Groovy - Closures


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A closure is a short anonymous block of code. It just normally spans a few lines of code. A method can even take the block of code as a parameter. They are anonymous in nature.

Following is an example of a simple closure and what it looks like.

Live Demo
class Example {
   static void main(String[] args) {
      def clos = {println "Hello World"};
      clos.call();
   } 
}

In the above example, the code line - {println "Hello World"} is known as a closure. The code block referenced by this identifier can be executed with the call statement.

When we run the above program, we will get the following result −

Hello World

Formal parameters in closures

Closures can also contain formal parameters to make them more useful just like methods in Groovy.

Live Demo
class Example {
   static void main(String[] args) {
      def clos = {param->println "Hello ${param}"};
      clos.call("World");
   } 
}

In the above code example, notice the use of the ${param } which causes the closure to take a parameter. When calling the closure via the clos.call statement we now have the option to pass a parameter to the closure.

When we run the above program, we will get the following result −

Hello World

The next illustration repeats the previous example and produces the same result, but shows that an implicit single parameter referred to as it can be used. Here ‘it’ is a keyword in Groovy.

class Example {
   static void main(String[] args) {
      def clos = {println "Hello ${it}"};
      clos.call("World");
   } 
}

When we run the above program, we will get the following result −

Hello World

Closures and Variables

More formally, closures can refer to variables at the time the closure is defined. Following is an example of how this can be achieved.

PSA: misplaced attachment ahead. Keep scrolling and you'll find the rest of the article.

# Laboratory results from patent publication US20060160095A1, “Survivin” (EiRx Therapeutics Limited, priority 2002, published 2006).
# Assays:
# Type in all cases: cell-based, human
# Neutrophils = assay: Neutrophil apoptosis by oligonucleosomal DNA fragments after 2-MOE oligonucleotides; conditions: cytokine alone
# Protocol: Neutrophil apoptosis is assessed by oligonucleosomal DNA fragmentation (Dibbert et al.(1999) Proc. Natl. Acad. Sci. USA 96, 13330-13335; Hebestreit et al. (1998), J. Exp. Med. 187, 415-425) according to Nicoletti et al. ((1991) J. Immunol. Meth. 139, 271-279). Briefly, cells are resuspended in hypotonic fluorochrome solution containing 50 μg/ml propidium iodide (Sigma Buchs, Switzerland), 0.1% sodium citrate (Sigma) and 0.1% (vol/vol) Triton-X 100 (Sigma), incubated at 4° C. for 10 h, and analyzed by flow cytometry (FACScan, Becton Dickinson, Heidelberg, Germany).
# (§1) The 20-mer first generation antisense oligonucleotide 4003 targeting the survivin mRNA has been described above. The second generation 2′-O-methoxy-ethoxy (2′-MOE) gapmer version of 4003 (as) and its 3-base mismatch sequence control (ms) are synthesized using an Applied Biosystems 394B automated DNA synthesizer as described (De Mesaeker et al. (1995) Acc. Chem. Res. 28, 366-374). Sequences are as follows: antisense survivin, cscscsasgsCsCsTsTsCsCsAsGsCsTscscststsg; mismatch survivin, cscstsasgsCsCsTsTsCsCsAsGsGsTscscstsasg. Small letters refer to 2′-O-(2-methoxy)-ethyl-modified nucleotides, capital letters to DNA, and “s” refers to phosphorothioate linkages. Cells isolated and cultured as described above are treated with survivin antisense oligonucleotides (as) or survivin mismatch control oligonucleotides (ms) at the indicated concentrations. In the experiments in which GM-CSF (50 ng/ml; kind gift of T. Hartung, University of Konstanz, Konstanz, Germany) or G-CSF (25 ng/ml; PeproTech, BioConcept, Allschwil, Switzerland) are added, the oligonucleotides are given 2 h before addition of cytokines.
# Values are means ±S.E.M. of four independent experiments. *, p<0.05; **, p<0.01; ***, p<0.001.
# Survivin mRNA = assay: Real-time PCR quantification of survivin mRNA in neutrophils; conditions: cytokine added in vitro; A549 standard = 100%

Live Demo
class Example {     
   static void main(String[] args) {
      def str1 = "Hello";
      def clos = {param -> println "${str1} ${param}"}
      clos.call("World");
		
      // We are now changing the value of the String str1 which is referenced in the closure
      str1 = "Welcome";
      clos.call("World");
   } 
}

In the above example, in addition to passing a parameter to the closure, we are also defining a variable called str1. The closure also takes on the variable along with the parameter.

When we run the above program, we will get the following result −

Hello World 
Welcome World

Using Closures in Methods

Closures can also be used as parameters to methods. In Groovy, a lot of the inbuilt methods for data types such as Lists and collections have closures as a parameter type.

The following example shows how a closure can be sent to a method as a parameter.

Live Demo
class Example { 
   def static Display(clo) {
      // This time the $param parameter gets replaced by the string "Inner"         
      clo.call("Inner");
   } 
	
   static void main(String[] args) {
      def str1 = "Hello";
      def clos = { param -> println "${str1} ${param}" }
      clos.call("World");
		
      // We are now changing the value of the String str1 which is referenced in the closure
      str1 = "Welcome";
      clos.call("World");
		
      // Passing our closure to a method
      Example.Display(clos);